4 April 2014

South Africa: SA Remains On Alert As Ebola Spreads

As concern grows over the spread of the Ebola outbreak in Guinea in West Africa, Health Minister Dr Aaron Motsoaledi says the country will remain on alert to prevent the virus from entering South Africa.

Minister Motsoaledi said while the country had not yet taken any extra steps due to the stringency of South African borders, officials were being vigilant.

"We are always vigilant at our ports of entry whenever there's an outbreak somewhere, to make sure that we implement the international health regulations. We are just vigilant," Minister Motsoaledi said.

Senegal has since closed its normally busy border with Guinea.

The National Institute for Communicable Diseases (NICD) said the risk of introduction of the Ebola virus into South Africa from the outbreak in Guinea is considered low. The institute also noted that the outbreak is confined at the moment to remote rural parts of Guinea and few people would travel to this area for work or tourism.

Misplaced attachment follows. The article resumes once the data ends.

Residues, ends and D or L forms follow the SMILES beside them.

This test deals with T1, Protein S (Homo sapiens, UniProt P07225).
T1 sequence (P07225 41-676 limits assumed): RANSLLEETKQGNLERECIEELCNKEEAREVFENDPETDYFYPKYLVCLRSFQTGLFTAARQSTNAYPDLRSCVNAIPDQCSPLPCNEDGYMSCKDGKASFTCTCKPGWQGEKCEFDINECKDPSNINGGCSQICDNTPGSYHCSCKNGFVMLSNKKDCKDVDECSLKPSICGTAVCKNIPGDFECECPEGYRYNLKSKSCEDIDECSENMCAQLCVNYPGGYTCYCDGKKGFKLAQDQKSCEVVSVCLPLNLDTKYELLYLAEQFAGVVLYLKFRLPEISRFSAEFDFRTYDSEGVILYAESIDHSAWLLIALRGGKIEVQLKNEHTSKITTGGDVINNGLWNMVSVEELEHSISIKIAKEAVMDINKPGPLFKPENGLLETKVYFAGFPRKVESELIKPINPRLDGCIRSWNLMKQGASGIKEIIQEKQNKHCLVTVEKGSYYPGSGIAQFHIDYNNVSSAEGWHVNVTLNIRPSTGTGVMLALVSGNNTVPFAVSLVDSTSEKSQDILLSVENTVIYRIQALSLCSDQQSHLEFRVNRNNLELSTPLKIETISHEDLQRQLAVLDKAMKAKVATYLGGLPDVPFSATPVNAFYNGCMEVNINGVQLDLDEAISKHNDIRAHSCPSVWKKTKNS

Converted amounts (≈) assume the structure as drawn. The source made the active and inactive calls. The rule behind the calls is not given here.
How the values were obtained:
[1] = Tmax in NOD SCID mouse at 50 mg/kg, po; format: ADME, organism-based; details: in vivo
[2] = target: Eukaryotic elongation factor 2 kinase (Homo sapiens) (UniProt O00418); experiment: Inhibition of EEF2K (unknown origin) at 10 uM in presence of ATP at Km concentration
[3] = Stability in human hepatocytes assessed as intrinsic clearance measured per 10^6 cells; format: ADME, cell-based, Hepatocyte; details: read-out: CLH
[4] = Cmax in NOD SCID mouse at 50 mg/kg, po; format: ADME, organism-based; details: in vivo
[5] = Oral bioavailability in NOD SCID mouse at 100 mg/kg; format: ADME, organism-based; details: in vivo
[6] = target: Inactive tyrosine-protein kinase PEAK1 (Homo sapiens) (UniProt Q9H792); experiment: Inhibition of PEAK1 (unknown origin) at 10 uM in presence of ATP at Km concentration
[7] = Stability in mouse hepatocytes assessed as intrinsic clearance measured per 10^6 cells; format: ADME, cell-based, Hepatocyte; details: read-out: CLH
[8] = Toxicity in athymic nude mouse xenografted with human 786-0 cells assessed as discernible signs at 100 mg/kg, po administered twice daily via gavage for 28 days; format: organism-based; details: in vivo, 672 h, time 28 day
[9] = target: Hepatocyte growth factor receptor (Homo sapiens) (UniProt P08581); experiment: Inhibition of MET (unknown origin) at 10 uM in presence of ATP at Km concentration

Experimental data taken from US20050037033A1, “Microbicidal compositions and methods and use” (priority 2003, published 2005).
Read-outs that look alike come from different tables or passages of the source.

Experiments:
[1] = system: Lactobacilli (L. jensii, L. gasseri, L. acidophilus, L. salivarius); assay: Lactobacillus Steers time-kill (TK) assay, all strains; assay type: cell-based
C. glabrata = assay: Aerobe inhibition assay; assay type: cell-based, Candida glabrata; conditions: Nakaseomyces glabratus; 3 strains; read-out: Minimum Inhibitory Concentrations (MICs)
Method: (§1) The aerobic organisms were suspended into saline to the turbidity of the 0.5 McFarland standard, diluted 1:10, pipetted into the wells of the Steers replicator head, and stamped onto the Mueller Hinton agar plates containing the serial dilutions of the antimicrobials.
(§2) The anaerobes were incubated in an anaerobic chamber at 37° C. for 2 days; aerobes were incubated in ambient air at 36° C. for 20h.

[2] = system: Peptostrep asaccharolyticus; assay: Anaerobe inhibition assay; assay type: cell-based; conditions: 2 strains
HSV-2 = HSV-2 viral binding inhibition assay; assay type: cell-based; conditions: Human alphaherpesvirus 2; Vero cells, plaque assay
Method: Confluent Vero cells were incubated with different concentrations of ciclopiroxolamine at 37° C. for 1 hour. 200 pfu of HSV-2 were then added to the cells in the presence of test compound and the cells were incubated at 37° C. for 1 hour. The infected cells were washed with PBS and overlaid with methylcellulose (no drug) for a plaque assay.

"Ebola disease cannot be spread through casual contact but is rather transmitted from person to person through direct contact with blood or infected tissues from an infected person. Health workers and family members of infected persons in the outbreak area would therefore be at risk," NICD explained.

The Ebola virus causes Ebola virus disease (EVD) in humans, with a case fatality rate of up to 90%. The virus is introduced into the human population through close contact with the blood, secretions, organs or other bodily fluids of infected animals.

Ebola then spreads in the community through human-to-human transmission, with infection resulting from direct contact (through broken skin or mucous membranes) with the blood, secretions, organs or other bodily fluids of infected people, and indirect contact with environments contaminated with such fluids.

Signs and symptoms

EVD is a severe acute viral illness often characterized by the sudden onset of fever, intense weakness, muscle pain, headache and sore throat.

This is followed by vomiting, diarrhoea, rash, impaired kidney and liver function, and in some cases, both internal and external bleeding.

Laboratory findings include low white blood cell and platelet counts and elevated liver enzymes.

- SAnews.gov.za

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